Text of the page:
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Charlotte Amalie
Wednesday, May 25, 2022
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NEW SIGNS BLAZE HISTORY TRAIL

The 72-mile St. Croix Heritage Trail is being blazed with new signs so anyone – visitor or resident – can follow the Big Island’s history.
Beginning this week, the Department of Public Works began hanging 50 Heritage Trail road signs along the route that follows Queen Mary Highway between Christiansted and Frederiksted. It also includes Emancipation Drive north of Frederiksted to Hamm’s Bay, Creque Dam Road, Mahogany Road, North Shore Road, East End Road to Pt. Udall and South Shore Road to Queen Mary Highway, according to Nancy Buckingham, Heritage Trail coordinator.
The 18-inch-by-18-inch brown and white signs with a sugar mill symbol are for directional use and do not mark actual sites, Buckingham said.
"These are not site specific. They are mainly to guide people," she said. "There is no beginning or end of the trail – like any good journey."
Erecting the signs is expected to take about two weeks. Then the next step for the year-and-a-half old trail project will be in early May with the unveiling of a full-color brochure and map outlining the route. The map will highlight historic attractions, visitation sites and nature areas. Symbolic icons will point out windmills, greathouses, ruins, churches, overlooks and pullovers, and natural areas.
The trail will have three facets for people to explore, Buckingham said. Attractions include stops at the Whim Plantation Museum, St. George Botanical Garden and the rum factory. The visitation sites will include landmarks like Estate Rust Op Twist, Butler Bay Factory Ruins and Estate Anna’s Hope.
The third aspect will be up to trail travelers to discover "serendipitously" on their own, Buckingham said. Some of those include Smithen Gardens and George Rawlins’ Grove Place garden of found objects.
"They aren’t actually on the map, but because they are along the trail people can find them themselves," Buckingham said.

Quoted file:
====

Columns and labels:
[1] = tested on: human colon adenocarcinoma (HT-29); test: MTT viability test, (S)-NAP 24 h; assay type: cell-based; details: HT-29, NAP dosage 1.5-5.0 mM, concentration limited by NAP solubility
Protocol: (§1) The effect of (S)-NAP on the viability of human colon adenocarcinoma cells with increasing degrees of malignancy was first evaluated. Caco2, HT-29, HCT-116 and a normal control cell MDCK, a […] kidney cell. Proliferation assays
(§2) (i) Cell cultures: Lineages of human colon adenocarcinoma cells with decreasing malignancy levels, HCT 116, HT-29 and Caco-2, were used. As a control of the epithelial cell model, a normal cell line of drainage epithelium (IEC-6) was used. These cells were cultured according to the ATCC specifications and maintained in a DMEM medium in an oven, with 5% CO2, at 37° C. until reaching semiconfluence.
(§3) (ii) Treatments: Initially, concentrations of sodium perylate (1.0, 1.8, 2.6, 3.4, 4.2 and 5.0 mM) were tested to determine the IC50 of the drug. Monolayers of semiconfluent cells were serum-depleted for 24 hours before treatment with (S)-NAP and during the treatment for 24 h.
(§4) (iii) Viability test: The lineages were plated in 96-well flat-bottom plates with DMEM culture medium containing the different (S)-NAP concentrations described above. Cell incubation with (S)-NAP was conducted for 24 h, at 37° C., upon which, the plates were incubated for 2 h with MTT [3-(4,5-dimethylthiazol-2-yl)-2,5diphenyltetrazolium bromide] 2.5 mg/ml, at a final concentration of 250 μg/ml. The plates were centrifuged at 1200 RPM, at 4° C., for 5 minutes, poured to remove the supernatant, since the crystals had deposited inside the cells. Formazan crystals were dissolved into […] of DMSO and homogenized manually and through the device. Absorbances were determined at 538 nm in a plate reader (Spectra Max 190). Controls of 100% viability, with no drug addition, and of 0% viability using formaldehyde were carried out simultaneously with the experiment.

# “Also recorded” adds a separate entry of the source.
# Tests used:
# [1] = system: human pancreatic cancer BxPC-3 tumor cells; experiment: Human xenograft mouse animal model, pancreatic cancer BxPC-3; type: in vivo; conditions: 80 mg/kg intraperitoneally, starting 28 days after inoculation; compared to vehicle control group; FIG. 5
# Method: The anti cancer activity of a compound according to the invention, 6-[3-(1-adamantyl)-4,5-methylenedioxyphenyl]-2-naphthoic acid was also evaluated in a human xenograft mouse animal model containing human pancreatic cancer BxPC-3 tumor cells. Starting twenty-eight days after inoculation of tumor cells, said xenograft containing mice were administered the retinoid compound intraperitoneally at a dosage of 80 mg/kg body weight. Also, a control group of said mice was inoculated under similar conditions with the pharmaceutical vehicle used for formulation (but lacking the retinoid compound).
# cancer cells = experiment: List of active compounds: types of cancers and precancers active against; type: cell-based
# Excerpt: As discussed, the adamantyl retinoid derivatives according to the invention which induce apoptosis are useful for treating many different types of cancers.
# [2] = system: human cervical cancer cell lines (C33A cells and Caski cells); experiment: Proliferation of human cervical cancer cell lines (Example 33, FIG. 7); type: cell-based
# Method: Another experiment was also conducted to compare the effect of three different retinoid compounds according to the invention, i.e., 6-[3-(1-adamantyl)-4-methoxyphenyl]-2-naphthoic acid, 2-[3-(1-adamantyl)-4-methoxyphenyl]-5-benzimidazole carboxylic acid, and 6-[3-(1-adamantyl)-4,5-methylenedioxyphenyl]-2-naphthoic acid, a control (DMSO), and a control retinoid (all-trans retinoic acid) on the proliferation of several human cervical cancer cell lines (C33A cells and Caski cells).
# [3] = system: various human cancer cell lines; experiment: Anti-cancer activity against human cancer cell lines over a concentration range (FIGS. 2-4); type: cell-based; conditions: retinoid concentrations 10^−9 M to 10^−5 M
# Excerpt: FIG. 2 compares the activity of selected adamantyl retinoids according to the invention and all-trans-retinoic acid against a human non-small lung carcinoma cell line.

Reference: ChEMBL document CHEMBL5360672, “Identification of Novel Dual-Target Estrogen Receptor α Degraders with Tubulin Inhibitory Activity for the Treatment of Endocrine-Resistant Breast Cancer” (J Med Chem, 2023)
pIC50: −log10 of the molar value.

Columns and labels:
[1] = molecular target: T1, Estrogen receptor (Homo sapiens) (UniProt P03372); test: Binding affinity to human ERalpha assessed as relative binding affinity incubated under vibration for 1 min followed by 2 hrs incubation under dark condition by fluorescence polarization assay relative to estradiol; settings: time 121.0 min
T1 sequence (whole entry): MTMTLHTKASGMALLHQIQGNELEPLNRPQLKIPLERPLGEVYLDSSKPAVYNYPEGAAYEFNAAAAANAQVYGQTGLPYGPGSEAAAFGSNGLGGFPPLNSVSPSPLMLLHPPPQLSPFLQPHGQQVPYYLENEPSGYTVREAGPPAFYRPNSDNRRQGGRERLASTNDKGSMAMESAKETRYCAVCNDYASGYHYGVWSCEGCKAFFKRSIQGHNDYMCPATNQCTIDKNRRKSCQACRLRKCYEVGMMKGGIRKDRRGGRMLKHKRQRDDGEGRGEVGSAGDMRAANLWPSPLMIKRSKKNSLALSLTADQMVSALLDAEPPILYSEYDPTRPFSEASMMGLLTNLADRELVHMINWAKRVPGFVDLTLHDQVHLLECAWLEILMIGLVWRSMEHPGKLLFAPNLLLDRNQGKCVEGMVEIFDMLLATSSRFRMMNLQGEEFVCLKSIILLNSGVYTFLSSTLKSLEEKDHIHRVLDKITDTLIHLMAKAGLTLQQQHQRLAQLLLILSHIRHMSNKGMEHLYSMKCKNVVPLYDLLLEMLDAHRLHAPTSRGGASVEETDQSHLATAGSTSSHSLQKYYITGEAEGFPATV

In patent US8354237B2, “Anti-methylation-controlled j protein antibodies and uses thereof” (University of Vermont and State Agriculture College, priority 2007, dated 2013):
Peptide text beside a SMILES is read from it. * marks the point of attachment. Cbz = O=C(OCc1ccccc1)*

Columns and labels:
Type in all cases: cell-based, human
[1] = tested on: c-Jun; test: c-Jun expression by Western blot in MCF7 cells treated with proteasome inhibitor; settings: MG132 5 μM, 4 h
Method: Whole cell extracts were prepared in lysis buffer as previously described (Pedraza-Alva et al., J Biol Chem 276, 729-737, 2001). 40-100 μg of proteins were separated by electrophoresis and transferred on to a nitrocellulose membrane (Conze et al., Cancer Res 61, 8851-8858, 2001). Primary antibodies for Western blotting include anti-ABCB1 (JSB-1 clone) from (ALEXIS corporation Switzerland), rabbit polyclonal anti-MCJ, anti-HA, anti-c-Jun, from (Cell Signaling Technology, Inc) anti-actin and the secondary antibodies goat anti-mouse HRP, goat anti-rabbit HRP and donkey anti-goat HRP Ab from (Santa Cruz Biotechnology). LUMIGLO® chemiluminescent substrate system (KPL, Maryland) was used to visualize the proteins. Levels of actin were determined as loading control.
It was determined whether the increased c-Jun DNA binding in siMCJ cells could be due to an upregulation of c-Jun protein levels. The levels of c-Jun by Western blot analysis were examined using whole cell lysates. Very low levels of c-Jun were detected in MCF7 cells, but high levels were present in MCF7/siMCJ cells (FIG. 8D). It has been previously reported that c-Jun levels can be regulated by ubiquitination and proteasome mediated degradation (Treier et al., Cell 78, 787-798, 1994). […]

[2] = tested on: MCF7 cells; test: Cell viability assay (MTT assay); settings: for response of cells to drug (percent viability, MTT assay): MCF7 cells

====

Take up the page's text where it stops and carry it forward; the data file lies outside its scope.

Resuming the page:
The St. Croix Heritage Trail signs are funded by HOVENSA and Gallows Bay Hardware. Grants from the Anti-Litter and Beautification Commission are providing the funds to spruce up Anna's Hope, Diamond School and the Butler Bay Factory ruins. The Boys and Girls Club will maintain the sites on a monthly basis.
Signs will soon be up at Butler Bay identifying the various structures, the historically and culturally significant boabab tree, and a welcome sign recognizing those entities involved in the project, Buckingham said.
The Heritage Trail was recently named one of 50 National Millennium Legacy Trails in the United States.

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The 72-mile St. Croix Heritage Trail is being blazed with new signs so anyone – visitor or resident – can follow the Big Island’s history.
Beginning this week, the Department of Public Works began hanging 50 Heritage Trail road signs along the route that follows Queen Mary Highway between Christiansted and Frederiksted. It also includes Emancipation Drive north of Frederiksted to Hamm’s Bay, Creque Dam Road, Mahogany Road, North Shore Road, East End Road to Pt. Udall and South Shore Road to Queen Mary Highway, according to Nancy Buckingham, Heritage Trail coordinator.
The 18-inch-by-18-inch brown and white signs with a sugar mill symbol are for directional use and do not mark actual sites, Buckingham said.
"These are not site specific. They are mainly to guide people," she said. "There is no beginning or end of the trail – like any good journey."
Erecting the signs is expected to take about two weeks. Then the next step for the year-and-a-half old trail project will be in early May with the unveiling of a full-color brochure and map outlining the route. The map will highlight historic attractions, visitation sites and nature areas. Symbolic icons will point out windmills, greathouses, ruins, churches, overlooks and pullovers, and natural areas.
The trail will have three facets for people to explore, Buckingham said. Attractions include stops at the Whim Plantation Museum, St. George Botanical Garden and the rum factory. The visitation sites will include landmarks like Estate Rust Op Twist, Butler Bay Factory Ruins and Estate Anna’s Hope.
The third aspect will be up to trail travelers to discover "serendipitously" on their own, Buckingham said. Some of those include Smithen Gardens and George Rawlins’ Grove Place garden of found objects.
"They aren’t actually on the map, but because they are along the trail people can find them themselves," Buckingham said.
The St. Croix Heritage Trail signs are funded by HOVENSA and Gallows Bay Hardware. Grants from the Anti-Litter and Beautification Commission are providing the funds to spruce up Anna's Hope, Diamond School and the Butler Bay Factory ruins. The Boys and Girls Club will maintain the sites on a monthly basis.
Signs will soon be up at Butler Bay identifying the various structures, the historically and culturally significant boabab tree, and a welcome sign recognizing those entities involved in the project, Buckingham said.
The Heritage Trail was recently named one of 50 National Millennium Legacy Trails in the United States.